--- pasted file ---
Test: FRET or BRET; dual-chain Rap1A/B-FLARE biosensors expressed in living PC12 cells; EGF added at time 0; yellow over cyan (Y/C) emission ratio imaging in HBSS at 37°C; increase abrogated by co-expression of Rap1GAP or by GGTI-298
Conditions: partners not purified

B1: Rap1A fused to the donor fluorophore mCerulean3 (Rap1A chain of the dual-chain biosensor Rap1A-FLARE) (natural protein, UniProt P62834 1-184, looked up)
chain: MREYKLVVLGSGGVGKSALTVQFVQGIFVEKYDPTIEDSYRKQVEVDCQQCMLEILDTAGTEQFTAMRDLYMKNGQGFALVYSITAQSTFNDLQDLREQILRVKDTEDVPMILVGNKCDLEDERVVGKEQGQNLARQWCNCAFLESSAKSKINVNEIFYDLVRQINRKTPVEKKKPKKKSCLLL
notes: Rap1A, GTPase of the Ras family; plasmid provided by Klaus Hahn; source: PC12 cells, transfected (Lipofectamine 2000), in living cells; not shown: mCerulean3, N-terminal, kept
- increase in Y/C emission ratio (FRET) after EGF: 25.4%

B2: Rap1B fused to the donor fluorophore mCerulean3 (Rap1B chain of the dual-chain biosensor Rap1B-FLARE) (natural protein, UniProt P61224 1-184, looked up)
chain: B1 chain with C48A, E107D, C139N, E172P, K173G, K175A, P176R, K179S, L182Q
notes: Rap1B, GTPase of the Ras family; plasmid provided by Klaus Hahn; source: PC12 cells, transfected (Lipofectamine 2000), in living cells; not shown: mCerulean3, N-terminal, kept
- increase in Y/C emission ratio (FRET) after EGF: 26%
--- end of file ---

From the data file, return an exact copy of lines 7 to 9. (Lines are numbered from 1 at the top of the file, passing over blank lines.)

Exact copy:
B2: Rap1B fused to the donor fluorophore mCerulean3 (Rap1B chain of the dual-chain biosensor Rap1B-FLARE) (natural protein, UniProt P61224 1-184, looked up)
chain: B1 chain with C48A, E107D, C139N, E172P, K173G, K175A, P176R, K179S, L182Q
notes: Rap1B, GTPase of the Ras family; plasmid provided by Klaus Hahn; source: PC12 cells, transfected (Lipofectamine 2000), in living cells; not shown: mCerulean3, N-terminal, kept